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Niue

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The government and the Reef Group from New Zealand started two joint ventures in 2003 and 2004 to develop fisheries and a 120-hectare noni juice operation. Noni fruit comes from Morinda citrifolia, a small tree with edible fruit. Niue Fish Processors Ltd (NFP) is a joint venture company processing fresh fish, mainly tuna (yellowfin, big eye and albacore), for export to overseas markets. NFP operates out of a state-of-the-art fish plant in Amanau Alofi South, completed and opened in October 2004.

Transportation:

Transport in Niue takes place on a road network, and via an (international) airport and a sea port.

A ring road around the island’s coast is the major route, and roads cross the central plateau linking Alofi to the villages of Lakepa, Liku and Hakupu on the opposite coast. All villages in Niue are connected by roads. There are utility roads to the inland and some coastal areas, unsealed, used mainly for accessing taro plantations, coconut areas and walking access to the sea.

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Road Map of Niue

Niue International Airport in the west, south of Alofi, is the only airfield. It was extended in 1995 to allow Boeing 737 aircraft to take off with maximum weight. Boeing 737-300, 737-800 and Boeing 757 aircraft have used the airport. Air New Zealand is the only airline serving Niue, with a weekly flight from Auckland. The flight is operated with an A320 departing Auckland on Saturday and arriving the previous day due to the International Date Line. The flight from Niue departs on Friday.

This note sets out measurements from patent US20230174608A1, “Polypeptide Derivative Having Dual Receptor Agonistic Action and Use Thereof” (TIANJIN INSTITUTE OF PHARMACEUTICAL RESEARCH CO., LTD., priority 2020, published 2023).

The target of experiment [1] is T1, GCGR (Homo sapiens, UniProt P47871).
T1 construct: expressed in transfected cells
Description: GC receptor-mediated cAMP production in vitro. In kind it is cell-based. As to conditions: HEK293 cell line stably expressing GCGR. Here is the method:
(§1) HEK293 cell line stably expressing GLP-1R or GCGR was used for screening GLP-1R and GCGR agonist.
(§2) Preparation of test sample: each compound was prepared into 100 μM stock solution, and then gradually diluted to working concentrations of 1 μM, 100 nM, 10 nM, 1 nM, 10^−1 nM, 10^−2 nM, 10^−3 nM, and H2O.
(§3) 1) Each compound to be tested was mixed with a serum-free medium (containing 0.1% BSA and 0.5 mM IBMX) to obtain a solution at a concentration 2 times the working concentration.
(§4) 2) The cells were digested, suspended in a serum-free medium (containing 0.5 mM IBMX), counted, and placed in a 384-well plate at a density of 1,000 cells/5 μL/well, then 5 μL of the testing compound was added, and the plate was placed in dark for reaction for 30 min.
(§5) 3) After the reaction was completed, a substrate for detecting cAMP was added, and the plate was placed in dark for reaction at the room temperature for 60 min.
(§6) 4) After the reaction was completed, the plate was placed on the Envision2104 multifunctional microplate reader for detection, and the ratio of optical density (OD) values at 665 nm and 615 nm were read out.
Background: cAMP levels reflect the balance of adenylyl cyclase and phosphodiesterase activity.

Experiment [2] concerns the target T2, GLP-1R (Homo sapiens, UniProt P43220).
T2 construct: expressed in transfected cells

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Niue International Airport

Niue has a sea port, Sir Robert’s Wharf in Alofi, which can be used only by flat-bottomed smaller vessels. The cargo ship Forum Pacific from Reef Shipping uses the wharf when the sea is calm. Otherwise cargo vessels and fishing boats use moorings about 100 metres from the reef, and barges are used to offload their cargo.

Most Niuean households own a vehicle. There are four car-rental companies, which also hire bicycles, motorbikes and minibuses.

Flag of Niue:

The flag of Niue was adopted on 15 October 1975. It consists of the Union Jack in the upper left corner with a star in the middle of the Union Jack and four stars forming a diamond around it. It is very unusual for a flag based on a British ensign design, in having not only a yellow background, but also a defaced (edited) Union Jack in the canton. It was designed by Patricia Rex, the wife of the then-Premier Robert Rex.

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Flag of Niue

From the Niue Flag Act 1975: “The Niue National Flag shall be a golden yellow flag, bearing on the upper canton of the hoist thereof the Union Flag, commonly known as the Union Jack, displaying 2 five-pointed yellow stars on the vertical line and on the horizontal line thereof separated by a blue disc containing a larger five-pointed yellow star.”

The symbolism represented by the flag is described in the Act. The Union Jack symbolises the protection granted by the United Kingdom in 1900 after petitioning by the Kings and Chiefs of Niue. The yellow field symbolizes “the bright sunshine of Niue and the warm feelings of the Niuean people towards New Zealand and her people.” The association with New Zealand, which took over responsibility and administration of Niue in 1901, is also represented by the four small stars that depict the Southern Cross. Finally, the blue disc containing a larger star represents the deep blue sea surrounding the self-governing island of Niue.

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